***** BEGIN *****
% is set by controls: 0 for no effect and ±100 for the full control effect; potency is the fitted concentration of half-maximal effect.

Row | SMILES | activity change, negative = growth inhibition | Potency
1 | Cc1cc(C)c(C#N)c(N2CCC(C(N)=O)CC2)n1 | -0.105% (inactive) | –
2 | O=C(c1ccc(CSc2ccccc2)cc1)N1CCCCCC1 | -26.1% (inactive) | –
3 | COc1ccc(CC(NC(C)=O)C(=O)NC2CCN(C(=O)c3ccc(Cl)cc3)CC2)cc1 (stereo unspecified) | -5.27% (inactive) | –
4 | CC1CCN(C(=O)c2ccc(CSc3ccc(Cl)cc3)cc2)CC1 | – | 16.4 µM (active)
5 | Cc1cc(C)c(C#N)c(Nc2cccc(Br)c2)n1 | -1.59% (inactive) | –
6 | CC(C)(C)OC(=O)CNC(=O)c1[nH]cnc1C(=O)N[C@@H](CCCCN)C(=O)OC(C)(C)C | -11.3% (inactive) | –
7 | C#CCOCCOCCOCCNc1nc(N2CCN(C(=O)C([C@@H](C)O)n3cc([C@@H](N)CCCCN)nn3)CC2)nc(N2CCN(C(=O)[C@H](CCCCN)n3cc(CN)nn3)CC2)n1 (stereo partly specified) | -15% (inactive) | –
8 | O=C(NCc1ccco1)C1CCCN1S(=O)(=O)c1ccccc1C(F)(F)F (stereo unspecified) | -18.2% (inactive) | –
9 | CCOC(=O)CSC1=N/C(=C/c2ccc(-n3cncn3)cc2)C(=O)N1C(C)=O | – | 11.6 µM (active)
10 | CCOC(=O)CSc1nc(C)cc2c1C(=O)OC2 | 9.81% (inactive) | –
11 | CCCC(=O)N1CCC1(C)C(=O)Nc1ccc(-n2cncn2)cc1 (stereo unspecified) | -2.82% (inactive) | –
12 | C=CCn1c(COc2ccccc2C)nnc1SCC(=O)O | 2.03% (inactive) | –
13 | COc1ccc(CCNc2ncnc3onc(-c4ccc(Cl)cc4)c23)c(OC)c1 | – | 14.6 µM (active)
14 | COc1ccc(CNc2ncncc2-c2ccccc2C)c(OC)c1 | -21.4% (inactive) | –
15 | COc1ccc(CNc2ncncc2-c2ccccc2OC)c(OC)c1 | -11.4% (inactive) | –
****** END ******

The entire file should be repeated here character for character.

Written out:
% is set by controls: 0 for no effect and ±100 for the full control effect; potency is the fitted concentration of half-maximal effect.

Row | SMILES | activity change, negative = growth inhibition | Potency
1 | Cc1cc(C)c(C#N)c(N2CCC(C(N)=O)CC2)n1 | -0.105% (inactive) | –
2 | O=C(c1ccc(CSc2ccccc2)cc1)N1CCCCCC1 | -26.1% (inactive) | –
3 | COc1ccc(CC(NC(C)=O)C(=O)NC2CCN(C(=O)c3ccc(Cl)cc3)CC2)cc1 (stereo unspecified) | -5.27% (inactive) | –
4 | CC1CCN(C(=O)c2ccc(CSc3ccc(Cl)cc3)cc2)CC1 | – | 16.4 µM (active)
5 | Cc1cc(C)c(C#N)c(Nc2cccc(Br)c2)n1 | -1.59% (inactive) | –
6 | CC(C)(C)OC(=O)CNC(=O)c1[nH]cnc1C(=O)N[C@@H](CCCCN)C(=O)OC(C)(C)C | -11.3% (inactive) | –
7 | C#CCOCCOCCOCCNc1nc(N2CCN(C(=O)C([C@@H](C)O)n3cc([C@@H](N)CCCCN)nn3)CC2)nc(N2CCN(C(=O)[C@H](CCCCN)n3cc(CN)nn3)CC2)n1 (stereo partly specified) | -15% (inactive) | –
8 | O=C(NCc1ccco1)C1CCCN1S(=O)(=O)c1ccccc1C(F)(F)F (stereo unspecified) | -18.2% (inactive) | –
9 | CCOC(=O)CSC1=N/C(=C/c2ccc(-n3cncn3)cc2)C(=O)N1C(C)=O | – | 11.6 µM (active)
10 | CCOC(=O)CSc1nc(C)cc2c1C(=O)OC2 | 9.81% (inactive) | –
11 | CCCC(=O)N1CCC1(C)C(=O)Nc1ccc(-n2cncn2)cc1 (stereo unspecified) | -2.82% (inactive) | –
12 | C=CCn1c(COc2ccccc2C)nnc1SCC(=O)O | 2.03% (inactive) | –
13 | COc1ccc(CCNc2ncnc3onc(-c4ccc(Cl)cc4)c23)c(OC)c1 | – | 14.6 µM (active)
14 | COc1ccc(CNc2ncncc2-c2ccccc2C)c(OC)c1 | -21.4% (inactive) | –
15 | COc1ccc(CNc2ncncc2-c2ccccc2OC)c(OC)c1 | -11.4% (inactive) | –